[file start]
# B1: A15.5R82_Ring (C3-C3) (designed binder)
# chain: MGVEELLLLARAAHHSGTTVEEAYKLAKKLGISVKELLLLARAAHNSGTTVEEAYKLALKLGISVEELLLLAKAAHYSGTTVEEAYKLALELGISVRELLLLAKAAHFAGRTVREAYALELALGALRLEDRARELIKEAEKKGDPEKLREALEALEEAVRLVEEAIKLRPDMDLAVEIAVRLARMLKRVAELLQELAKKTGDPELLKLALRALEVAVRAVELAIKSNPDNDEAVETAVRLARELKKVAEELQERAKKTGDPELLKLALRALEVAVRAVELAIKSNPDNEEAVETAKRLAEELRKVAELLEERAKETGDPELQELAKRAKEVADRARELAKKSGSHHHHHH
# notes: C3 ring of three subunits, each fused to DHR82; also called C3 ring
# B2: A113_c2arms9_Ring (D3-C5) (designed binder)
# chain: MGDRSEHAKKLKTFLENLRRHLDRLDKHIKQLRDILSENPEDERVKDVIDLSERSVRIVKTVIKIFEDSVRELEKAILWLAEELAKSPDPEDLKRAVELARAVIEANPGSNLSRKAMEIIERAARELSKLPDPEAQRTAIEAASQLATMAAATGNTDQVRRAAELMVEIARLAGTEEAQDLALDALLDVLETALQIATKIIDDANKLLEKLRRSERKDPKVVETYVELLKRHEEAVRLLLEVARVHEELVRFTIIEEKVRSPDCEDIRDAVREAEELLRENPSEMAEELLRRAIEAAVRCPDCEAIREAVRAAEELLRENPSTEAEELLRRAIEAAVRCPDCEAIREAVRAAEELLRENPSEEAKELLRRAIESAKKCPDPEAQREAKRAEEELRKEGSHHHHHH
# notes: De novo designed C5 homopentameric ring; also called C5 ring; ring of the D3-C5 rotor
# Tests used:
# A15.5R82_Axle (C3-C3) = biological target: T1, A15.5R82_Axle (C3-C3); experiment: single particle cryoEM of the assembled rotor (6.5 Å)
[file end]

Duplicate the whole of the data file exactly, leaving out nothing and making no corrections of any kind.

# B1: A15.5R82_Ring (C3-C3) (designed binder)
# chain: MGVEELLLLARAAHHSGTTVEEAYKLAKKLGISVKELLLLARAAHNSGTTVEEAYKLALKLGISVEELLLLAKAAHYSGTTVEEAYKLALELGISVRELLLLAKAAHFAGRTVREAYALELALGALRLEDRARELIKEAEKKGDPEKLREALEALEEAVRLVEEAIKLRPDMDLAVEIAVRLARMLKRVAELLQELAKKTGDPELLKLALRALEVAVRAVELAIKSNPDNDEAVETAVRLARELKKVAEELQERAKKTGDPELLKLALRALEVAVRAVELAIKSNPDNEEAVETAKRLAEELRKVAELLEERAKETGDPELQELAKRAKEVADRARELAKKSGSHHHHHH
# notes: C3 ring of three subunits, each fused to DHR82; also called C3 ring
# B2: A113_c2arms9_Ring (D3-C5) (designed binder)
# chain: MGDRSEHAKKLKTFLENLRRHLDRLDKHIKQLRDILSENPEDERVKDVIDLSERSVRIVKTVIKIFEDSVRELEKAILWLAEELAKSPDPEDLKRAVELARAVIEANPGSNLSRKAMEIIERAARELSKLPDPEAQRTAIEAASQLATMAAATGNTDQVRRAAELMVEIARLAGTEEAQDLALDALLDVLETALQIATKIIDDANKLLEKLRRSERKDPKVVETYVELLKRHEEAVRLLLEVARVHEELVRFTIIEEKVRSPDCEDIRDAVREAEELLRENPSEMAEELLRRAIEAAVRCPDCEAIREAVRAAEELLRENPSTEAEELLRRAIEAAVRCPDCEAIREAVRAAEELLRENPSEEAKELLRRAIESAKKCPDPEAQREAKRAEEELRKEGSHHHHHH
# notes: De novo designed C5 homopentameric ring; also called C5 ring; ring of the D3-C5 rotor
# Tests used:
# A15.5R82_Axle (C3-C3) = biological target: T1, A15.5R82_Axle (C3-C3); experiment: single particle cryoEM of the assembled rotor (6.5 Å)